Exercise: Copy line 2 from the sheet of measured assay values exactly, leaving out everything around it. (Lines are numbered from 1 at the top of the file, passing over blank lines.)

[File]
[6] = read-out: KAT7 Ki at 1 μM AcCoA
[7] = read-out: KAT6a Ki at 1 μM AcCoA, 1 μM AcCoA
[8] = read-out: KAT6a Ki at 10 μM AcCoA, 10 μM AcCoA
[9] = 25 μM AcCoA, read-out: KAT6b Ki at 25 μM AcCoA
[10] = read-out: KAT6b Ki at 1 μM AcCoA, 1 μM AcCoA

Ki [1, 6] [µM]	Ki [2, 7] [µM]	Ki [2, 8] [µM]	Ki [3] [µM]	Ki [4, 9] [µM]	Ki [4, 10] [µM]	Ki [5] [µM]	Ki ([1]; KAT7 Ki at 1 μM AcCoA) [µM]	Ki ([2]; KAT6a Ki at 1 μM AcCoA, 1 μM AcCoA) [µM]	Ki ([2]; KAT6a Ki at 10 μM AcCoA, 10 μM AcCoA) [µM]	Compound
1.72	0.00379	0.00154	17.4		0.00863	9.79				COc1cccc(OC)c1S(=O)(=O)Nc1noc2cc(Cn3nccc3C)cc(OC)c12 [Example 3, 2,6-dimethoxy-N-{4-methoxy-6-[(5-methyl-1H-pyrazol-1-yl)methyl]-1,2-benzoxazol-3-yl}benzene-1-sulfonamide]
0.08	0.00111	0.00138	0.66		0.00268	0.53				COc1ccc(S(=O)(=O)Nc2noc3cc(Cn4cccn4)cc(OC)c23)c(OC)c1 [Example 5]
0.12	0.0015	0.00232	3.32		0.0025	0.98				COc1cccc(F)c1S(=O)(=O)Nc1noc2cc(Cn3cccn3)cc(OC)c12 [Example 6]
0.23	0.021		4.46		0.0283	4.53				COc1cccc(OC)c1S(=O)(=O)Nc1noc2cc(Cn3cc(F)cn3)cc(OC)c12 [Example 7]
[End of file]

[7] = read-out: KAT6a Ki at 1 μM AcCoA, 1 μM AcCoA